I have had radar up for all things Exxon and climate change and have built a pretty good larder of documents and intel. Of course, I knew about Brian Flannery and Haroon Kheshgi [Exxon climate scientists] and their interventions within the IPCC process, but no one knew about the much deeper science program at Exxon or the extent of the internal briefings and conversation on various pathways the company could take.
This topic—corporations and climate denial—was a very small almost boutique conversation 10 or 15 years ago. Now it's front page news and presidential candidates are talking about it. It's kind of a trip and very humbling. I know now that it was worth it to file all those FOIAs, and gather documents and keep old files. Hoarding pays off!
ICN: How did these revelations fit with your work at Greenpeace on Exxon?
KD: They made what we learned that much more compelling. The most important question for me really is: what did they do with knowledge they'd gained? The more important thing is how they corrupted the political process [through the groups Exxon funded].
ICN: You have said the new information ICN unearthed has prompted you to look at your files again through a new lens. Anything click into place?
KD: The investigations revealed that we were more right than we knew when accusing Exxon of denial and deception in the late 1990s and through the 2000s. During that time period we put a lot of research and evidence in play showing that Exxon funded organizations, and [these] people engaged in climate denial. Now we have a completely different backdrop to those policy and science fights that got going in the late 90s, especially after Kyoto.
When we did the Greenpeace report Denial and Deception in 2002 [which documented ExxonMobil's efforts to foster doubt among the public about climate change], there was a basic assumption that Exxon must have known better on the science and was running these counter campaigns to derail policy action. In other words, they must have read the IPCC reports like the rest of us and were smart enough to see the truth. But we had no idea of the depth of their internal scientific knowledge.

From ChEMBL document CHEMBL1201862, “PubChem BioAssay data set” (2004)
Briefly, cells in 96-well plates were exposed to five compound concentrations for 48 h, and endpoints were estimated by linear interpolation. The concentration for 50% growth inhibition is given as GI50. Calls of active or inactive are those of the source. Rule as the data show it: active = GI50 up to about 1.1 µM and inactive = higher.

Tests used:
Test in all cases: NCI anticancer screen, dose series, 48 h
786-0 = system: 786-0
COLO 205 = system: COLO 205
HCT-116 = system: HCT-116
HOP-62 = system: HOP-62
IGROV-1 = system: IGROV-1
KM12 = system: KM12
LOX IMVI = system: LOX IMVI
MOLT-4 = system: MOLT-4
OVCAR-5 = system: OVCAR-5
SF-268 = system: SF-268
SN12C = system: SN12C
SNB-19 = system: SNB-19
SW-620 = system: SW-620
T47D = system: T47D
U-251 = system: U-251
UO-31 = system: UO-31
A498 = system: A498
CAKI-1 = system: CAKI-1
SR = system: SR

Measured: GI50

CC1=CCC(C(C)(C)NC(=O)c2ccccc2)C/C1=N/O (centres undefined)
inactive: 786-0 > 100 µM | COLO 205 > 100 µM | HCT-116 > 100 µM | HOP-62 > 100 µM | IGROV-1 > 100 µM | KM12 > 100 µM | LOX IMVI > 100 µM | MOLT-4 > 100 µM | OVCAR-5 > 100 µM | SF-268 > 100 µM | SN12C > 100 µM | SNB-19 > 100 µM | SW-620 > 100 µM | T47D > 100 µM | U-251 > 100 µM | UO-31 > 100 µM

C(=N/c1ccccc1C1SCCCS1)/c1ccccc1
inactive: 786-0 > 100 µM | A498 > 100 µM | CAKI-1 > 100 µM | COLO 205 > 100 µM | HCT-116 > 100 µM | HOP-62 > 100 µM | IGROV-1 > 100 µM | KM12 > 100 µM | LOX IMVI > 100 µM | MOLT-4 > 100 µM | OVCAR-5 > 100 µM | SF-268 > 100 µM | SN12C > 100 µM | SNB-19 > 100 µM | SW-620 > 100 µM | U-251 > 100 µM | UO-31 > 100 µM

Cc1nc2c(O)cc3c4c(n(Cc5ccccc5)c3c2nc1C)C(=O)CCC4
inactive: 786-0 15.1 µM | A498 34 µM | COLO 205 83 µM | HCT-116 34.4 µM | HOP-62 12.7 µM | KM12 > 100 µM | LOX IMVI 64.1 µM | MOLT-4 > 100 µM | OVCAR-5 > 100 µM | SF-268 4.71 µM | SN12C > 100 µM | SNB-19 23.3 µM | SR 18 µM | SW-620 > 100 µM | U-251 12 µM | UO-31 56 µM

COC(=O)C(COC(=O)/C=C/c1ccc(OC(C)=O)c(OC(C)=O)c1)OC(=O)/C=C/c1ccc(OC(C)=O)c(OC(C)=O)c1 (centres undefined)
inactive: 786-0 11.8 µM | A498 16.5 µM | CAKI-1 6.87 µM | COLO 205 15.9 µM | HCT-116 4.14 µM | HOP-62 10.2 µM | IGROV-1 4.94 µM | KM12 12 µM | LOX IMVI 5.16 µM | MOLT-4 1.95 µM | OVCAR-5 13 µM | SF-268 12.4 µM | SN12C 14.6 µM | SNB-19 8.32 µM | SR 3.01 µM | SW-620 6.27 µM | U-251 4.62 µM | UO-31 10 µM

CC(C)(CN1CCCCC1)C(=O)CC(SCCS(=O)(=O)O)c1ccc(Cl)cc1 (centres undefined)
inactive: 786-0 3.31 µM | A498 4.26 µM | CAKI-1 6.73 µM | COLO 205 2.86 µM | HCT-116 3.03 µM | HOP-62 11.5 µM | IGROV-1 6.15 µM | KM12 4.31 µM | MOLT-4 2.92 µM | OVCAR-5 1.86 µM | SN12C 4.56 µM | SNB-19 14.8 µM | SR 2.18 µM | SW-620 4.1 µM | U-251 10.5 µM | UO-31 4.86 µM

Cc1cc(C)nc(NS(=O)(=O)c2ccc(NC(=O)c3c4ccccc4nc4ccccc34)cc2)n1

There has been a "didn't we know that already?" reaction to the ICN and Columbia University investigations [Columbia's work was published in the Los Angeles Times after ICN's series began] that made me realize that we are victims of our own success. The Exxon climate denial campaign has become a given, a fact, so much so that people assume that Exxon must have known better.
Another thing the ICN stories had me reflecting on was Lee Raymond's intransigence and bombast, something I personally witnessed and cataloged in the late 1990s and early 2000s. I always considered him a true science denier, head in the sand, stubborn to the end, believing what he said and maybe just misled or selectively grabbing misinformation to validate his own denial. To know now that he must have been briefed by Exxon scientists, his own staff, means he chose the path of willful ignorance and makes him even more the villain. I can't wait to see him deposed.
ICN: What are some of the major questions the new info has not answered?
KD: We're mainly interested in what they all knew, when they knew it.
How much did Exxon share what they were learning and analyzing in the 1970s and early 80s with others in the oil industry? You answered that with the API article somewhat. [Editor's note: A Dec. 22 article by ICN detailed an American Petroleum Institute task force that studied CO2 emissions in the 1970s.]
We really need the nuts and bolts of the strategy to fund all the front groups after 1997: Who ran it and who authorized it?
ICN: What would you like to see happen next?
KD: I'd like to see continued investigations revealing more documents to add to this history with expansion to other companies and other industries.
ICN: How about Exxon itself?
KD: I don't know what we want Exxon to do. They need to come clean, own their legacy and work with the rest of the world to try to solve the climate crisis, and stop acting like a private empire, with interests apart from the rest of humanity.